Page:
• Confirmation of permanent residence (COPR).
    Air Canada plane

    Call us for further assistance with your Canadian immigration matter.

    Phases of the Economic Mobility Pathways Pilot

    The EMPP is currently in its second phase. The second phase was streamlined to address the challenges posed by the first phase.

    The First Phase

    In the first phase of the EMPP, six refugees and nine family members were able to access economic immigration to Canada through existing economic programs. To date, applicants have applied through the AIP or PNP only.

    Although there were refugees who had the skills and qualifications required for the immigration programs, some refugees still face challenges when applying as economic immigrants.

    These challenges include the following:

    • Some regulatory and legislative requirements prohibit the issuance of work permits to those who were unable to meet certain requirements under some Canadian immigration provisions found in the Immigration and Refugee Protection Act (IRPA) and the Immigration and Refugee Protection Regulations (IRPR).
    • The EMPP applications require further examination to improve the process and processing time.
    • The procedure for capturing refugee information does not adequately capture skills and employment-focused data.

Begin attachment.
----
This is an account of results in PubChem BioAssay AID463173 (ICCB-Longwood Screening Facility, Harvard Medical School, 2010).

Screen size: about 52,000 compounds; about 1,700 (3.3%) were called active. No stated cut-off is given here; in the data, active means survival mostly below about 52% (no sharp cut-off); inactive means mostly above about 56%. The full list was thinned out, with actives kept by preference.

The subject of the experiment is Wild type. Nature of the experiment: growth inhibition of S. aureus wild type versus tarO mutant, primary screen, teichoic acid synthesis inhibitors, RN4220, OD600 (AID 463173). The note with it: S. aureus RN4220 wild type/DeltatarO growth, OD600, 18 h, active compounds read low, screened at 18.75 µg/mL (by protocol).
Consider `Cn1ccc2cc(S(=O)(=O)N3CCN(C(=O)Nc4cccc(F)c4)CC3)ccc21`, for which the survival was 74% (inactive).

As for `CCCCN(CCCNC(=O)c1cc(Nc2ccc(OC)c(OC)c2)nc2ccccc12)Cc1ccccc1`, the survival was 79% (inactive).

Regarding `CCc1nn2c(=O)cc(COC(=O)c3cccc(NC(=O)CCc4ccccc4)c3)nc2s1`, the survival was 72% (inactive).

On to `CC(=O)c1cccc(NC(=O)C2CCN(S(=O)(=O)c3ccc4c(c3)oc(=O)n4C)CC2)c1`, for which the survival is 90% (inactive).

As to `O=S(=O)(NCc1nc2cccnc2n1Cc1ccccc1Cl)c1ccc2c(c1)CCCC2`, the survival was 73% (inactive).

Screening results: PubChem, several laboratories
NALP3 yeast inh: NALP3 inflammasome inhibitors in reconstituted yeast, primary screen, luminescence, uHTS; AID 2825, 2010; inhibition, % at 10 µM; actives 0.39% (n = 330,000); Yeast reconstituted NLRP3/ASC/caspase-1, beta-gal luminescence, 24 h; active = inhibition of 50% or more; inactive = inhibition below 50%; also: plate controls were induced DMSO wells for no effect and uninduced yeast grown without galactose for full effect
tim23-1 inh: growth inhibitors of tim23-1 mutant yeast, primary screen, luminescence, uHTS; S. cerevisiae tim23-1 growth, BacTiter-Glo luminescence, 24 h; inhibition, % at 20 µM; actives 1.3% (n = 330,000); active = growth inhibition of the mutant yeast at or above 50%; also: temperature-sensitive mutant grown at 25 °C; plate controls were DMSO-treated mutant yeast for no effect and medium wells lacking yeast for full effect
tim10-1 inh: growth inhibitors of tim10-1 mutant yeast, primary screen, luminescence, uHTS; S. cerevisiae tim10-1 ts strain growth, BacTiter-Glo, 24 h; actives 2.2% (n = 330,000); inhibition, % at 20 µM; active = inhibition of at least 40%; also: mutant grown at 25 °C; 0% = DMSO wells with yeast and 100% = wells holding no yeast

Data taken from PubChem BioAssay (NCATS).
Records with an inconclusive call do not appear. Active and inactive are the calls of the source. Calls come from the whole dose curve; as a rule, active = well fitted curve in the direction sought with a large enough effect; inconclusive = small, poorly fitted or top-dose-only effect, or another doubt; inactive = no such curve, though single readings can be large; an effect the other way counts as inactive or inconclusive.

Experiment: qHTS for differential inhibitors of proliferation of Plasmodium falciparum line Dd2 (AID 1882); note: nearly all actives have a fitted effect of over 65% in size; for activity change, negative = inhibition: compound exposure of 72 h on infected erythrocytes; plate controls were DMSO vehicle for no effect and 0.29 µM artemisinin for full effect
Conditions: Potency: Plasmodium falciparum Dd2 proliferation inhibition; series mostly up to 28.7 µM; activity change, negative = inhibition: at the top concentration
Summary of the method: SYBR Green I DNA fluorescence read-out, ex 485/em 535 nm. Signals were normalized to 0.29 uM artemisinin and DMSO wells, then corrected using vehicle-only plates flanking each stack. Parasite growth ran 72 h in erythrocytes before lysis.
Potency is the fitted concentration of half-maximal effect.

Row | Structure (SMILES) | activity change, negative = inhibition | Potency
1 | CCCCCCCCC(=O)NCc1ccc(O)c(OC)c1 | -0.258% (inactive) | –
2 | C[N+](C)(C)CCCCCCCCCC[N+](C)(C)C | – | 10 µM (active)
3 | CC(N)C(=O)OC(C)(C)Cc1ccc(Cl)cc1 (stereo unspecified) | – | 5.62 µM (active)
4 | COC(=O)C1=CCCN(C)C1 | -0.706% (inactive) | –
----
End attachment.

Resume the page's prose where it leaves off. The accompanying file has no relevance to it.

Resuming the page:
• Globally, many skilled refugees are not aware of the immigration pathways available to them outside the well-known pathways.
    • Employers are usually unaware of the talent available overseas and are often ruffled by the recruitment process while skilled refugees are usually unable to connect to prospective employers due to limited technology available to them.
    • Due to circumstances surrounding their displacement, skilled refugees usually do not have enough funds to access economic immigration.

    The Second Phase

    The second phase commenced in December 2021 with a goal of admitting up to 500 refugees and their family members through existing economic immigration pathways.

    The second phase of the EMPP, designed to be implemented in two stages, builds on lessons learned from the first phase and continues to explore a sustainable model for refugee labour mobility to Canada.

    Through the implementation of a public policy, facilitation measures will be introduced to remove major displacement-related barriers and make it easier for skilled refugees to access economic immigration alongside non-refugee candidates.